Living Democracy

Dorsey Trailer remains key to Elba economy after more than century

Elba is a town with a rich history built by locals who have lived their whole life in the city and businesses that help the community thrive.  A key part of the economy is Dorsey Trailer, a company with roots in the community that date back to the turn of the 20th Century.

Dorsey Trailer began in 1911 when brothers Claude and Henry Dorsey opened a repair shop for small machinery. The shop quickly grew. When the automobile replaced the horse and buggy, they became the town’s main car repair source.

Dorsey also expanded into their own automobile dealerships, logging industries, and manufactured a successful stump puller.

After the Great Depression, Dorsey continued to play a large role in Elba by shifting to trailer manufacturing, which came to define the business for years to come. During World War II, their expansion allowed them to work with the military for their trailer needs.

After the war, Dorsey went into full-scale production of trailers that continued for years. However, in 2000, due to a variety of economic factors, Dorsey went bankrupt and was forced to close. The following years saw the company reopened, closed and reopened again after Pitts Enterprise took over in 2007.

Today, the company still holds a strong relationship with the town that I was able to see on a recent tour guided by Bradley Bane, company vice president and employee for more than ten years.

My first impression was the sheer amount of machinery that made the whole plant function. Our first stop on the tour was by a high-tech machine used to cut gaps in the outside of the bed that allowed for cross beams to be placed through to reinforce each trailer.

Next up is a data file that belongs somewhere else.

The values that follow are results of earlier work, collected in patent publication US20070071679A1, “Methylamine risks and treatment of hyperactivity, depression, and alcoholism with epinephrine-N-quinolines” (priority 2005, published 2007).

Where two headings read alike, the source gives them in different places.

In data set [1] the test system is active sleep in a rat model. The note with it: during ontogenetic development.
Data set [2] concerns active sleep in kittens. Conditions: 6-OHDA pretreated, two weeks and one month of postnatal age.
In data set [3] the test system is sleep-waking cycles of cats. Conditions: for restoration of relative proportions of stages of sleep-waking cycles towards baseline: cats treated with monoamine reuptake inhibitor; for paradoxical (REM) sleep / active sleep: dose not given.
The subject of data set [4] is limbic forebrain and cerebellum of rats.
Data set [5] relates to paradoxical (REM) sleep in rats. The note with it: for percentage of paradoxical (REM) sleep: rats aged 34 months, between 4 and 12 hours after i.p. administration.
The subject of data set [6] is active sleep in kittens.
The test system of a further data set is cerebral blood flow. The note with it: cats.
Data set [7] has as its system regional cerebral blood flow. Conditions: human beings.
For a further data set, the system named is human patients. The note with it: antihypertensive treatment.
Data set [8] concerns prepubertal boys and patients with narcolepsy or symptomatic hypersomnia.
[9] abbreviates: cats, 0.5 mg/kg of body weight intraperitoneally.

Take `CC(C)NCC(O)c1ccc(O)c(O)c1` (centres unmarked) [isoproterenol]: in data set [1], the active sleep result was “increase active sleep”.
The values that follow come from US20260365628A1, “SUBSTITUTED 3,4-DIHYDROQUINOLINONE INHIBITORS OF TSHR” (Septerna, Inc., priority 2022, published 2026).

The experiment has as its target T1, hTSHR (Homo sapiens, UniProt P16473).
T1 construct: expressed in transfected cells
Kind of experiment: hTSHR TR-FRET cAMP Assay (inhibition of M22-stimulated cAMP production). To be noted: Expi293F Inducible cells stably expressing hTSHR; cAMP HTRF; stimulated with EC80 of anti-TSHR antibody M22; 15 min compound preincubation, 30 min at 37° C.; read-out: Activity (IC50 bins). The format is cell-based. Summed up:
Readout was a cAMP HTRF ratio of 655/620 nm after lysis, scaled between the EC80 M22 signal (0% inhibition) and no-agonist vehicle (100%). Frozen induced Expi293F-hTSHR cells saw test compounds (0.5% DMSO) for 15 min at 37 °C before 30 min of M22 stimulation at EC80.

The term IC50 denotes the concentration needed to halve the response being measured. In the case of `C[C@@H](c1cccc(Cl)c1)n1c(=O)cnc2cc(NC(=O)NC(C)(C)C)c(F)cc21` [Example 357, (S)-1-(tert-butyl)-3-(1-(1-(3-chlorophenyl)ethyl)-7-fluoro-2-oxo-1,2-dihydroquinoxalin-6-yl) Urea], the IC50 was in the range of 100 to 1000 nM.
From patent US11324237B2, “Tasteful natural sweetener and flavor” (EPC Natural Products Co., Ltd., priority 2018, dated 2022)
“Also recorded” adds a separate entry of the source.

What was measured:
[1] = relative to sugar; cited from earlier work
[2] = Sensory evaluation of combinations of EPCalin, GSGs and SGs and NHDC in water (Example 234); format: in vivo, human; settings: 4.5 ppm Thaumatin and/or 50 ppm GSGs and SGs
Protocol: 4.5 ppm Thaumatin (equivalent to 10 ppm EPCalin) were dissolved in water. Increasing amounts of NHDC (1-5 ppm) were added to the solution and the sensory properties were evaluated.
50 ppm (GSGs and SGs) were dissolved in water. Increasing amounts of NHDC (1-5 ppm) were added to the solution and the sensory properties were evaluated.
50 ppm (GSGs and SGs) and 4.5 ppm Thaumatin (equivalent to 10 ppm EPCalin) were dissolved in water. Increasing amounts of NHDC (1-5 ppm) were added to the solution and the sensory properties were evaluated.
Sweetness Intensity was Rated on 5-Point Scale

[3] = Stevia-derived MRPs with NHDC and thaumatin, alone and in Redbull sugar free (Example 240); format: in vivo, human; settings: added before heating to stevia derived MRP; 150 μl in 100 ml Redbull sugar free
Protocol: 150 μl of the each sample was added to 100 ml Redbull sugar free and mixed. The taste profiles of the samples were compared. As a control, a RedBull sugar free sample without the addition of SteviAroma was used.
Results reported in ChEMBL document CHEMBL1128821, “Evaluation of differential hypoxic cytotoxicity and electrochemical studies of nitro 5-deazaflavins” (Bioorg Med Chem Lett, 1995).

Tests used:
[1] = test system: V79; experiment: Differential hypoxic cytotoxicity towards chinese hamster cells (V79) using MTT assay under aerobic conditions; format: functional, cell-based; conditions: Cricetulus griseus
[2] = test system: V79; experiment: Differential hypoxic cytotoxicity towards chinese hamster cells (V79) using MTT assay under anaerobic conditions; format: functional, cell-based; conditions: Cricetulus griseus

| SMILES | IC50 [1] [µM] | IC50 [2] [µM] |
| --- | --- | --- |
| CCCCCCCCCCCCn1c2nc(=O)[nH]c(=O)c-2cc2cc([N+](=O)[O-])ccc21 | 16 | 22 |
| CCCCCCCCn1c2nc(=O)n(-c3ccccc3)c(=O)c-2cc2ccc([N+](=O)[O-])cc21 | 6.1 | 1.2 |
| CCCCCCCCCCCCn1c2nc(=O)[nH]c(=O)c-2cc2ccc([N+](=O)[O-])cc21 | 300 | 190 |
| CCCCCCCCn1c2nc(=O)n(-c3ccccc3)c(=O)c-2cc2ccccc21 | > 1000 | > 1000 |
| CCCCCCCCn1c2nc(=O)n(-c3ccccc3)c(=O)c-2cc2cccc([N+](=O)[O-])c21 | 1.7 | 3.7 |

The employee operating this machine kept a close eye on the progress of the cuts and made sure to keep the bed moving. Bane explained the high-tech machine cost around half a million dollars.

Bane seemed unfazed by the dollar amount and with good reason. Machines of that caliber were all around us, making up each section of the long assembly line.

In the manufacturing world of Dorsey, this type of machinery, and the cost associated with it, is just a simple reality of the industry. As you make your way through the plant, you can see giant cranes above some stations and complex machines designed to ensure each trailer is designed perfectly to the left and right.

Bane explained that the work requires extreme attention to detail at each station. “That’s one of the toughest parts about the whole process.  Being off by one inch on the first station throws off the whole operation,” he said.

Following the assembly line operation to the end of the plant, you can see trailers gradually come together, one piece at a time.

Near the end of assembly process, you can see the customization of each trailer, which includes decals, painting, and other touches to make each trailer a perfect match for the buyer.

Despite tough times in the past, Bane said the plant is thriving today. “We’re lucky to be doing well enough now that we mainly just rely on specific orders from companies,” he said.

“We’ve got a reliable network of buyers, and that keeps us running with orders specific to them,” Bane added.

At the end of the line, the finished product, a trailer perfectly equipped to meet the demands of the customer, stands ready to go. Bane said Dorsey has the means to develop a trailer for any situation whether that is fitting it with necessary parts to meet regulations in California or customizing it to handle a load of chickens instead of oil.

Bane noted that the workforce, nearly 400 strong now, consists of people from around the area.  The Dorsey plant, just like the city of Elba, has withstood the test of time, coming back from hard times to move on to a bright future.

Last Updated: June 24, 2019